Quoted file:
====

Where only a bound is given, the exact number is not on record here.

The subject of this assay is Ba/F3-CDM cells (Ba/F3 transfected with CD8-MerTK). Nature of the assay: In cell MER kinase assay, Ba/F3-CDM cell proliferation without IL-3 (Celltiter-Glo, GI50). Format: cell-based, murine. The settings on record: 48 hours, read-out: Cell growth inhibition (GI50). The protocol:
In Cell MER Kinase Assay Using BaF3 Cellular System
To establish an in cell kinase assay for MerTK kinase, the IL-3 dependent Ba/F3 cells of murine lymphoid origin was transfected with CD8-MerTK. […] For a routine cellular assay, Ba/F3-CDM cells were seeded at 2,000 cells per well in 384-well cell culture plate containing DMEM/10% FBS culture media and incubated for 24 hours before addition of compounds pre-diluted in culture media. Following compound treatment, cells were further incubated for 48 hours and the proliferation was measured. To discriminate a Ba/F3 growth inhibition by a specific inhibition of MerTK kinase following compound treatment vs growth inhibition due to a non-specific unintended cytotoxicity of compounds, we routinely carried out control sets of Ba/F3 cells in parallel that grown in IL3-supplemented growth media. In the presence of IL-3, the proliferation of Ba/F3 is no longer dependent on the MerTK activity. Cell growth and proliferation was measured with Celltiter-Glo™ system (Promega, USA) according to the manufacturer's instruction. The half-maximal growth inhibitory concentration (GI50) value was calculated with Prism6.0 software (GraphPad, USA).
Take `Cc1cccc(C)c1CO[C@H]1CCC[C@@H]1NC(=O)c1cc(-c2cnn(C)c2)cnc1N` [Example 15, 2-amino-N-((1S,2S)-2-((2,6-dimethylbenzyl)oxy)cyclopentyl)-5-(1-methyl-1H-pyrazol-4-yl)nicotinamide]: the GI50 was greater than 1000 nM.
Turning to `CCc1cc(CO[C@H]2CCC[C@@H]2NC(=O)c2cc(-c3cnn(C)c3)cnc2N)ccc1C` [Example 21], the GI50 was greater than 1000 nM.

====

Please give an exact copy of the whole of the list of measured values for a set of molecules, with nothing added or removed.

Where only a bound is given, the exact number is not on record here.

The subject of this assay is Ba/F3-CDM cells (Ba/F3 transfected with CD8-MerTK). Nature of the assay: In cell MER kinase assay, Ba/F3-CDM cell proliferation without IL-3 (Celltiter-Glo, GI50). Format: cell-based, murine. The settings on record: 48 hours, read-out: Cell growth inhibition (GI50). The protocol:
In Cell MER Kinase Assay Using BaF3 Cellular System
To establish an in cell kinase assay for MerTK kinase, the IL-3 dependent Ba/F3 cells of murine lymphoid origin was transfected with CD8-MerTK. […] For a routine cellular assay, Ba/F3-CDM cells were seeded at 2,000 cells per well in 384-well cell culture plate containing DMEM/10% FBS culture media and incubated for 24 hours before addition of compounds pre-diluted in culture media. Following compound treatment, cells were further incubated for 48 hours and the proliferation was measured. To discriminate a Ba/F3 growth inhibition by a specific inhibition of MerTK kinase following compound treatment vs growth inhibition due to a non-specific unintended cytotoxicity of compounds, we routinely carried out control sets of Ba/F3 cells in parallel that grown in IL3-supplemented growth media. In the presence of IL-3, the proliferation of Ba/F3 is no longer dependent on the MerTK activity. Cell growth and proliferation was measured with Celltiter-Glo™ system (Promega, USA) according to the manufacturer's instruction. The half-maximal growth inhibitory concentration (GI50) value was calculated with Prism6.0 software (GraphPad, USA).
Take `Cc1cccc(C)c1CO[C@H]1CCC[C@@H]1NC(=O)c1cc(-c2cnn(C)c2)cnc1N` [Example 15, 2-amino-N-((1S,2S)-2-((2,6-dimethylbenzyl)oxy)cyclopentyl)-5-(1-methyl-1H-pyrazol-4-yl)nicotinamide]: the GI50 was greater than 1000 nM.
Turning to `CCc1cc(CO[C@H]2CCC[C@@H]2NC(=O)c2cc(-c3cnn(C)c3)cnc2N)ccc1C` [Example 21], the GI50 was greater than 1000 nM.